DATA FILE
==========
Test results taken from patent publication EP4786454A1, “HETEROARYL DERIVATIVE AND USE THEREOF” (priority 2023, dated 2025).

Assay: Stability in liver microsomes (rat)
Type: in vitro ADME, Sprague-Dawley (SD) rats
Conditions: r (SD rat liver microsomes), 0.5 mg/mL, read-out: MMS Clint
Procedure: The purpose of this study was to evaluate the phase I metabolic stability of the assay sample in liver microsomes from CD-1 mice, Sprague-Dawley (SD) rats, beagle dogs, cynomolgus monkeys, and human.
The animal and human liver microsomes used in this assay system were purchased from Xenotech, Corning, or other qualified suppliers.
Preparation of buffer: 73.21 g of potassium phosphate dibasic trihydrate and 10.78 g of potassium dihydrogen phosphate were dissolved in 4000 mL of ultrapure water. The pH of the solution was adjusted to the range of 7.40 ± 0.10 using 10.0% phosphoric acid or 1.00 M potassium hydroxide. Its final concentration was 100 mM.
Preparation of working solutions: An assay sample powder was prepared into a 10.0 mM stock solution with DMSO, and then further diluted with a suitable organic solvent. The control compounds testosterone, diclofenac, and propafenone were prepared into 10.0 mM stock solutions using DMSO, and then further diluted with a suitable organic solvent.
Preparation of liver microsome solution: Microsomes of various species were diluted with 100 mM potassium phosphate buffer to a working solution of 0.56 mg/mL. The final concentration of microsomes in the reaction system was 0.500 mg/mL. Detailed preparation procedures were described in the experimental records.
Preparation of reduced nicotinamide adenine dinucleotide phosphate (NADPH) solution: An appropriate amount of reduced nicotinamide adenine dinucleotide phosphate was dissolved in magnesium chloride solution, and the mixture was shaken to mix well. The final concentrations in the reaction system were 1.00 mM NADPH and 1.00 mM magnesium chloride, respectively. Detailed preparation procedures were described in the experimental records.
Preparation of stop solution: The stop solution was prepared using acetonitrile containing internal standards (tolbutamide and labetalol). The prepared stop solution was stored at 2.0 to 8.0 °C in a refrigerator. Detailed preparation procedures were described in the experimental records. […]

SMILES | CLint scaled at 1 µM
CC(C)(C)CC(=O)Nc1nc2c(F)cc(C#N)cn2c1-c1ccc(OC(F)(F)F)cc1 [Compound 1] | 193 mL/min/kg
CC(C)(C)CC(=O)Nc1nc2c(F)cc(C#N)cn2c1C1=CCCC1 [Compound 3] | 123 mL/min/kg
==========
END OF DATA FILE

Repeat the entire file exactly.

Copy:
Test results taken from patent publication EP4786454A1, “HETEROARYL DERIVATIVE AND USE THEREOF” (priority 2023, dated 2025).

Assay: Stability in liver microsomes (rat)
Type: in vitro ADME, Sprague-Dawley (SD) rats
Conditions: r (SD rat liver microsomes), 0.5 mg/mL, read-out: MMS Clint
Procedure: The purpose of this study was to evaluate the phase I metabolic stability of the assay sample in liver microsomes from CD-1 mice, Sprague-Dawley (SD) rats, beagle dogs, cynomolgus monkeys, and human.
The animal and human liver microsomes used in this assay system were purchased from Xenotech, Corning, or other qualified suppliers.
Preparation of buffer: 73.21 g of potassium phosphate dibasic trihydrate and 10.78 g of potassium dihydrogen phosphate were dissolved in 4000 mL of ultrapure water. The pH of the solution was adjusted to the range of 7.40 ± 0.10 using 10.0% phosphoric acid or 1.00 M potassium hydroxide. Its final concentration was 100 mM.
Preparation of working solutions: An assay sample powder was prepared into a 10.0 mM stock solution with DMSO, and then further diluted with a suitable organic solvent. The control compounds testosterone, diclofenac, and propafenone were prepared into 10.0 mM stock solutions using DMSO, and then further diluted with a suitable organic solvent.
Preparation of liver microsome solution: Microsomes of various species were diluted with 100 mM potassium phosphate buffer to a working solution of 0.56 mg/mL. The final concentration of microsomes in the reaction system was 0.500 mg/mL. Detailed preparation procedures were described in the experimental records.
Preparation of reduced nicotinamide adenine dinucleotide phosphate (NADPH) solution: An appropriate amount of reduced nicotinamide adenine dinucleotide phosphate was dissolved in magnesium chloride solution, and the mixture was shaken to mix well. The final concentrations in the reaction system were 1.00 mM NADPH and 1.00 mM magnesium chloride, respectively. Detailed preparation procedures were described in the experimental records.
Preparation of stop solution: The stop solution was prepared using acetonitrile containing internal standards (tolbutamide and labetalol). The prepared stop solution was stored at 2.0 to 8.0 °C in a refrigerator. Detailed preparation procedures were described in the experimental records. […]

SMILES | CLint scaled at 1 µM
CC(C)(C)CC(=O)Nc1nc2c(F)cc(C#N)cn2c1-c1ccc(OC(F)(F)F)cc1 [Compound 1] | 193 mL/min/kg
CC(C)(C)CC(=O)Nc1nc2c(F)cc(C#N)cn2c1C1=CCCC1 [Compound 3] | 123 mL/min/kg